Polish Role in Secret CIA Prisons Under Probe
MICHELE NORRIS, Host:
NPR's Rachel Martin reports.
RACHEL MARTIN: Airport manager Tomas Starovieski (ph) climbs the stairs to the control tower, opens the near empty operations room and runs a quick equipment test.
TOMAS STAROVIESKI: (Speaking Polish)
MARTIN: He flips a switch and the snow-covered runway illuminates like Christmas lights against the nearby forest. Human Rights Watch identified Chimani as one of several European airfields used to transport terrorist detainees and European media identified the nearby town of Cancutte (ph) as the site of one of the CIA's alleged secret prisons. But Airport Manager Starovieski says he has no knowledge of any terrorist transfers through his airfield.
STAROVIESKI: (Through translator) What I know for sure is that there were American planes that landed at this airport, but there were also planes from Germany, France and Spain. Whoever wanted to come here could do so.
MARTIN: In the middle of a frozen lake a few miles from the airport, 50-year-old Julian Chilynsky (ph) and his friend Bogdan Bouber (ph) are ice fishing. Like many local people, Chilynsky is skeptical about the reports of the secret prison in his backyard.
CHALYNSKI: (Through a translator) These are all just accusations about Chimani and Cancutte. They have to be investigated and proven. If there was something like this here, not only military officials would know it, but people from the villages would know it. We would know about it.
MARTIN: The same message is echoed by Gramascof Champinski (ph), the former head of Poland's secret service. Cooperation with the CIA has been tight since the fall of the Iron Curtain, but Champinski says that partnership has limits. He says the CIA tried to set up a secret telecommunications center in Poland in the early-90s.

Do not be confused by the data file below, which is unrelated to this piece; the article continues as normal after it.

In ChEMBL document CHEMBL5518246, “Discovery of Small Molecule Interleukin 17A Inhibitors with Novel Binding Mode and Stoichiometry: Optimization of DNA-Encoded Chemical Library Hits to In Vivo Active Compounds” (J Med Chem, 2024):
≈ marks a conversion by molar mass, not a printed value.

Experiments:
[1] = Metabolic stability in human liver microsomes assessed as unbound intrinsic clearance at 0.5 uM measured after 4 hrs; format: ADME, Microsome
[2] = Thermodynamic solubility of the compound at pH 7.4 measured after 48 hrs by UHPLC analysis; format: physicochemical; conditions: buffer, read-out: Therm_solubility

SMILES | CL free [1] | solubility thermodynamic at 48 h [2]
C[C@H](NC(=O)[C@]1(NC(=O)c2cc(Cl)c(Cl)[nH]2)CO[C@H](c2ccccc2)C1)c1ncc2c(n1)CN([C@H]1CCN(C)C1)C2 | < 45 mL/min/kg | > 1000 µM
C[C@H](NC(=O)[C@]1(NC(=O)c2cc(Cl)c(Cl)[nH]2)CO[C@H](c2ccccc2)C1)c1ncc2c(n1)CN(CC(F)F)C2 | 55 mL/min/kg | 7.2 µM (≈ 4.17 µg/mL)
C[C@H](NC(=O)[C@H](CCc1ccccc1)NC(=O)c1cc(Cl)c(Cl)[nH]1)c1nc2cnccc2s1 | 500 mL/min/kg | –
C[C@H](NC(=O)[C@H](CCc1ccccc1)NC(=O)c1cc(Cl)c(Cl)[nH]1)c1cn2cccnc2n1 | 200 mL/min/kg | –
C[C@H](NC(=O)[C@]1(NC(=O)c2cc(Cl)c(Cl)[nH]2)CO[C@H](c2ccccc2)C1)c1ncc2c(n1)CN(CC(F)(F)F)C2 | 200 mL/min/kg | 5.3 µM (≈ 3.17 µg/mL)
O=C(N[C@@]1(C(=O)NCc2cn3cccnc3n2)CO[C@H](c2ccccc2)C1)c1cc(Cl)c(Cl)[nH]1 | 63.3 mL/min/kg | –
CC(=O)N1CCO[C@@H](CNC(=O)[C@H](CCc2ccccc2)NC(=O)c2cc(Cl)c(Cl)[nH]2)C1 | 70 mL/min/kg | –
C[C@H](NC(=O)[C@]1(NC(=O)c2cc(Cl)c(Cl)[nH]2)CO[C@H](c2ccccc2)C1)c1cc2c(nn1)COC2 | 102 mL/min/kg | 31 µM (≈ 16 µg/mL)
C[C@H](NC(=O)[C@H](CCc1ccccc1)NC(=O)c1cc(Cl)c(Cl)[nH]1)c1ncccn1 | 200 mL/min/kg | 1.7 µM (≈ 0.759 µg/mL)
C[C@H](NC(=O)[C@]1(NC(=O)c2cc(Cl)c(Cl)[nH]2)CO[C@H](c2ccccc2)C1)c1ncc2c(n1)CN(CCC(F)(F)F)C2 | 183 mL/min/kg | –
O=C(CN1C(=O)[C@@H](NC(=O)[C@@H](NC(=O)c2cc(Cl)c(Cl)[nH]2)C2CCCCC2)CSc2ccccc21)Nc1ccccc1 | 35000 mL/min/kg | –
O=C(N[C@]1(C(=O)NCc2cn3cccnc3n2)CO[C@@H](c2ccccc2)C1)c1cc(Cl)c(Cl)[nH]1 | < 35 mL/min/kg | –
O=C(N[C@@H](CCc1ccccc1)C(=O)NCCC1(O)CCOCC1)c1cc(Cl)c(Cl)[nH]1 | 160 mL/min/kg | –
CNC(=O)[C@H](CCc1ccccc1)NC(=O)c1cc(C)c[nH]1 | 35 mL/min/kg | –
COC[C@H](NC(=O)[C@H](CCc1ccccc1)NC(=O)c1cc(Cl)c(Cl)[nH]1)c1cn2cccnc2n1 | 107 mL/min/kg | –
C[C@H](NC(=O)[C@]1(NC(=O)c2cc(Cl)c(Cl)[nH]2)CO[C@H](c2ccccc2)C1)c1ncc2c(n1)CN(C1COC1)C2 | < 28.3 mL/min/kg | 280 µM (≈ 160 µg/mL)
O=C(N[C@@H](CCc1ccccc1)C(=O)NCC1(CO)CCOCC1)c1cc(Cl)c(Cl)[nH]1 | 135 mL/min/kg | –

GRAMASCOF CHAMPINSKI: At the beginning, sometimes, somewhere, they sought to develop some secret place, but we easily discovered it and said, okay, if anything like this happened again, it would jeopardize our relationship and never happened again. We are very close, very close, but I would like to stress that we are very independent in these relations.
MARTIN: Joseph Pinorf (ph) represents Poland in the European Parliament and is a member of the committee investigating CIA operations in Europe. E.U. leaders have said that any country that allowed the CIA to operate a secret detention center on its soil could lose E.U. voting rights. Pinorf says he's not sure President Kaczynski and his ministers understand how serious the situation is.
JOSEPH PINORF: If we are so close to American government that to have a good relations with the government is more important for them than to find the truth about these allegations.
MARTIN: Many Poles believe that it's in their country's interest to contribute to the U.S. fight against terrorism. Zebulin Labinsky (ph), a professor of American studies at Warsaw University, worries that the debate over secret prisons and detainee flights detracts from the global threat, but he says, Poland has to be careful to balance its relationships with Europe and the United States.
ZEBULIN LABINSKY: How much of our European identity are we going to sacrifice in order to remain close to the United States? And how close to the United States can you actually be without burning yourself? Those issues have to be very seriously discussed.
MARTIN: Rachel Martin. NPR News.
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